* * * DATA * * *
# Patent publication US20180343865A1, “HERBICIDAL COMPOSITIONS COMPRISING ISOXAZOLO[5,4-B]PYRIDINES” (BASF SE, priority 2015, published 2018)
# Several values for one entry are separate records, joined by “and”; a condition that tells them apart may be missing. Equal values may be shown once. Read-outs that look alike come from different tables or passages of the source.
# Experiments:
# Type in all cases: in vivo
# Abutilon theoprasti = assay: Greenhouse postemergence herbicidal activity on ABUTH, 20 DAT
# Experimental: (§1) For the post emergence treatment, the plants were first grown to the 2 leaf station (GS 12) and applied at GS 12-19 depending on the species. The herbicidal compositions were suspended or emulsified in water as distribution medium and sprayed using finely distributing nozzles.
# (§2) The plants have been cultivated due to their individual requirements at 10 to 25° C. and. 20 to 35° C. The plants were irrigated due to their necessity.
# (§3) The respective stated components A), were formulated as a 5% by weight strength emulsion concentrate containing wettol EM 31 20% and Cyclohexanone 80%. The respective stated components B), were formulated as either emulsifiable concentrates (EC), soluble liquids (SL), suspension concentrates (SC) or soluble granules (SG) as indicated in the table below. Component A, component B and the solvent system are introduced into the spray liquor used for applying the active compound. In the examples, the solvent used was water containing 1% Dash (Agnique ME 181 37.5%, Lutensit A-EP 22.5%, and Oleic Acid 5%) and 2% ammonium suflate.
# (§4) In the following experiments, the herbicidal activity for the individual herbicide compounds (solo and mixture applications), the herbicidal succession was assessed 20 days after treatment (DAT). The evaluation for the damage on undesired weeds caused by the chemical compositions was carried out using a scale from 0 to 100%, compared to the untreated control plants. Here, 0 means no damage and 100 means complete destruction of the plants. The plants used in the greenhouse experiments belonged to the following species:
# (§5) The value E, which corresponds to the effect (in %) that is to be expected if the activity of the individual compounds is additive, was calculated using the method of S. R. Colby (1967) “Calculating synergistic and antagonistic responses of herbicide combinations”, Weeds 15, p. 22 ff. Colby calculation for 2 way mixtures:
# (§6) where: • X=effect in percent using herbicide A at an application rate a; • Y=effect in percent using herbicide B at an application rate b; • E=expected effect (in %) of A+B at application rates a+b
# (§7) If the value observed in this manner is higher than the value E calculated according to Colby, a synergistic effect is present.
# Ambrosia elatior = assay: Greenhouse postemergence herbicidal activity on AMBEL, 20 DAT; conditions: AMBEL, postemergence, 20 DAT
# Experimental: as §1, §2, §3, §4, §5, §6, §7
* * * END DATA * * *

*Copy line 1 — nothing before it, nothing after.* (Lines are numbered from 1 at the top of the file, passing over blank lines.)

# Patent publication US20180343865A1, “HERBICIDAL COMPOSITIONS COMPRISING ISOXAZOLO[5,4-B]PYRIDINES” (BASF SE, priority 2015, published 2018)